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  5. "Turbae hispanice loquuntur."

"Turbae hispanice loquuntur."

Translation:The crowds speak Spanish.

September 5, 2019

27 Comments


https://www.duolingo.com/profile/domsalazar0

Since Latin was around long before Spanish, how do they have a Latin word for Spanish?


https://www.duolingo.com/profile/-Copernicus-

"Hispanice" technically isn't a word for the language Spanish. It's derived from the name "Hispania," which was the name for the general region of Spain in Roman times. "Hispanice" is the ablative form of the adjective "hispanicus" and so means something like "in a Hispania-ish manner."

So the sentence more literally says "They speak in a Hispania-ish manner," which we can in modern day understand to be "in Spanish." (But of course their language would not have been Spanish in Roman times.)


https://www.duolingo.com/profile/Azim6102

Hispania refered broadly to the Iberian peninsula.


https://www.duolingo.com/profile/9ePG2

Latin was widely used until the 18th century.


https://www.duolingo.com/profile/Jiggawhy

Why did it stop?


https://www.duolingo.com/profile/Ulysses2018

psittacus ebrius linguam latinam interficit


https://www.duolingo.com/profile/Theo639847

Because the powerful nations of the eighteenth century wanted to use their own language and could force other nations to use them.


https://www.duolingo.com/profile/SyedMoheel

couldn't it also be " The Spanish crowds speak"?


https://www.duolingo.com/profile/-Copernicus-

No, the "-e" is an adverb ending. Your sentence would be "Turbae hispanicae loquuntur."


https://www.duolingo.com/profile/JustinMast4

So technically is this "loquimur" verb considered intransitive? I just don't understand how this verb functions grammatically.


https://www.duolingo.com/profile/-Copernicus-

Yes, "loquuntur" is intransitive here ("to talk/speak"). "Hispanice" is an adverb derived from the adjective "hispanicus" ("Spanish"), so this sentence is literally "The crowds speak in a Spanish/Spain-like manner."


https://www.duolingo.com/profile/thenino85

So, just to be clear, is this one of those cases where a deponent verb takes an ablative as an object? Or am I completely mangling the grammar here?


https://www.duolingo.com/profile/karasu4

There is no ablative here. Hispanice is an adverb. That's the common way to put it when describing 'how' someone speaks (tacite - quietly, celeriter - quickly, etc.), or in what langauge.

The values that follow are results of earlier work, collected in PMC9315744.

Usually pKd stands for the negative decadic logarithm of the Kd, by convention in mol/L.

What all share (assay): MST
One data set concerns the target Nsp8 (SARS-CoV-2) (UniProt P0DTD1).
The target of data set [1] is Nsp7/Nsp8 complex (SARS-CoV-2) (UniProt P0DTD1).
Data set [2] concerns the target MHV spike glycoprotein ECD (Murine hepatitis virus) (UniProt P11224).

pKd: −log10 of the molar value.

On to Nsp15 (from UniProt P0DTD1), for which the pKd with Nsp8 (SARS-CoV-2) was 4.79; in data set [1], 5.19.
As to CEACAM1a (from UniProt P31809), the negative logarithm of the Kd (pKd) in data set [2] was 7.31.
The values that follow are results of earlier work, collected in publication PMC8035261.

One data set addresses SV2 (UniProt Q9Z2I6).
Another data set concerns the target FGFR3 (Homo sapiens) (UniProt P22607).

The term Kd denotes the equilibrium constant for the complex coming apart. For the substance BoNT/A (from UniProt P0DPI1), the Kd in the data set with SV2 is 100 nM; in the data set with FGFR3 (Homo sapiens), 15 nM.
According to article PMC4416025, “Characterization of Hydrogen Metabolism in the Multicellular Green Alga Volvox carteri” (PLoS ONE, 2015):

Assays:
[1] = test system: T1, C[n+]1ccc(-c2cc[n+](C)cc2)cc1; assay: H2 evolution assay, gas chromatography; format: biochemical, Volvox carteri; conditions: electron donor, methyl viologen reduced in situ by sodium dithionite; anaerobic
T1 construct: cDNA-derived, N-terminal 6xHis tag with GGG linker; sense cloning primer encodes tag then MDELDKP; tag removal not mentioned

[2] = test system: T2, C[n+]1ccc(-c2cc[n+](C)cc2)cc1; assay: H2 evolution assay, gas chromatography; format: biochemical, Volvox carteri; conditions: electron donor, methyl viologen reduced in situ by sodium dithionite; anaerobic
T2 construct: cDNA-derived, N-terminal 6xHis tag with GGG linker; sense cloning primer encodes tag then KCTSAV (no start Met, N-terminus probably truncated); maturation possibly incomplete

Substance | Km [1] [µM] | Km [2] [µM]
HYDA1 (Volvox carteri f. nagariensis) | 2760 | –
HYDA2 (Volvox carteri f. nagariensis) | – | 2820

Latine loquimur - We speak Latin.


https://www.duolingo.com/profile/bonnythedog

Which is the correct case for loquor:

lingua Latina loquimur?

or:

linguae Latinae loquimur?


https://www.duolingo.com/profile/PeterScham1

Neither of those because adverbs do not have cases. Latine is an adverb from the adjective Latinus, -a, -um meaning "latinly".

If you really wanted to use that phrase it could be: In lingua Latina loquimur.

"We speak in the Latin tongue."

In + ablative.

Or more biblically: In linguis loquimur.

"We speak in tongues."


https://www.duolingo.com/profile/bonnythedog

Brilliant! Thanks. Worth waiting for...! :)


https://www.duolingo.com/profile/teacon7

It's an adverb. if you like, a literal translation could be: "The crowds speak Spanishly"


https://www.duolingo.com/profile/LouiviVeterus

Or 'The crowds speak with Spanish'.


https://www.duolingo.com/profile/CarlJohans19

So why doesn't "The Spanish crowd speaks." Work?


https://www.duolingo.com/profile/Moopish

hispanice ('in the Spanish way') is an adverb not an adjective.

turbae and loquuntur are plural forms not singular ('crowds speak' not 'crowd speaks').


https://www.duolingo.com/profile/CarlJohans19

Makes sense! Thanks!


https://www.duolingo.com/profile/MarkK140481

gamee playing nonsense no wonder nobody has been here in a year


https://www.duolingo.com/profile/RaulARomoE

It should be "Hispanice"


https://www.duolingo.com/profile/HighprinceVader

Most languages don't capitalize names of languages


https://www.duolingo.com/profile/PERCE_NEIGE

Especially Latin, that capitalized nothing, (or everything).


https://www.duolingo.com/profile/MerkApt1

They were shouting 24/7

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